SDF is ordered to evacuate Japanese nationals from South Sudan

by

Staff Writer

The government on Monday gave the go-ahead for the mobilization of Self-Defense Forces ground personnel and aircraft to evacuate Japanese citizens from South Sudan’s capital, Juba, amid fighting between forces loyal to different government factions there.

Three Air Self-Defense Force C-130 transport planes took off from the Komaki Air Base in Aichi Prefecture in the early evening.

The South Sudan government has been battling since Thursday with an armed anti-government group, reportedly leaving hundreds of people dead and sparking fears that the country’s civil war will flare up again.

Forty-seven workers involved in aid projects organized by the Japan International Cooperation Agency are currently in Juba. Including them, about 70 Japanese civilians are in the country, Chief Cabinet Secretary Yoshihide Suga said during a news conference earlier in the day.

JICA on Monday was chartering an airplane to withdraw the 47 workers from South Sudan. The Japanese government was meanwhile preparing the C-130s, and also aimed to transport Japanese citizens by land, Suga said.

Tokyo has confirmed the safety of 70 Japanese citizens, he said.

Japan has dispatched several SDF officers to the headquarters of the United Nations Mission in the Republic of South Sudan (UNMISS) in Juba. Ground Self-Defense Force engineering troops are also aiding construction work in the country. There were 350 such personnel there as of last September, according to the Defense Ministry’s website.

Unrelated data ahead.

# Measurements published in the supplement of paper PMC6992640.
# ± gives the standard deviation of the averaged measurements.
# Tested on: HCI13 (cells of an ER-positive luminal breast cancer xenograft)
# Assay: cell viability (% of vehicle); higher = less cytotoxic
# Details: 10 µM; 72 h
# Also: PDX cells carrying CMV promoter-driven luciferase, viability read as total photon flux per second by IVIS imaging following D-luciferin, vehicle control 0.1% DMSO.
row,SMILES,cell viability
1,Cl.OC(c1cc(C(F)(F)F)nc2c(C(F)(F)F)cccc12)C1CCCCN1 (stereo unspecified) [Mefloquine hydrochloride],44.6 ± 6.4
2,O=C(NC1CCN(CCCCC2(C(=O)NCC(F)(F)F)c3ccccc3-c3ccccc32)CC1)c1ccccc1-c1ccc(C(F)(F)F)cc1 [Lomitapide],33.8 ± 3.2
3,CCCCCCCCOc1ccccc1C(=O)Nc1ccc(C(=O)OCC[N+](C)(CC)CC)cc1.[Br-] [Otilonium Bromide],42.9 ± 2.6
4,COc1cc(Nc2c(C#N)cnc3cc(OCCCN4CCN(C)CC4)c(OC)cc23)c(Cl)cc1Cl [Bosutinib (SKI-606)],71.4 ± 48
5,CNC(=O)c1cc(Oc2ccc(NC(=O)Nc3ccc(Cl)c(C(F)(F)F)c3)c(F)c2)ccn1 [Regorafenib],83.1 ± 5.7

Under Japan’s U.N. Peacekeeping Law, SDF units can be dispatched to a U.N.-led peacekeeping mission only if a cease-fire agreement is being maintained by forces there. Asked if this condition is still being met in South Sudan, Suga said officials believe so.

“We don’t consider that any armed conflict as defined by the PKO Law has broken out in the operation area of UNMISS,” he said.

Last year the Diet enacted controversial legislation to expand the legal scope of oversea missions for the SDF, including an article to allow units engaged in a U.N.-led peacekeeping mission to protect aid workers, U.N. employees or peacekeeping soldiers of another country.

Asked if this new article could be invoked, Suga said Tokyo does not presently assume such an operation will be conducted.

The legislation took effect in March this year, but the SDF has yet to draw up any rules of engagement and personnel have not undergone training for such a mission.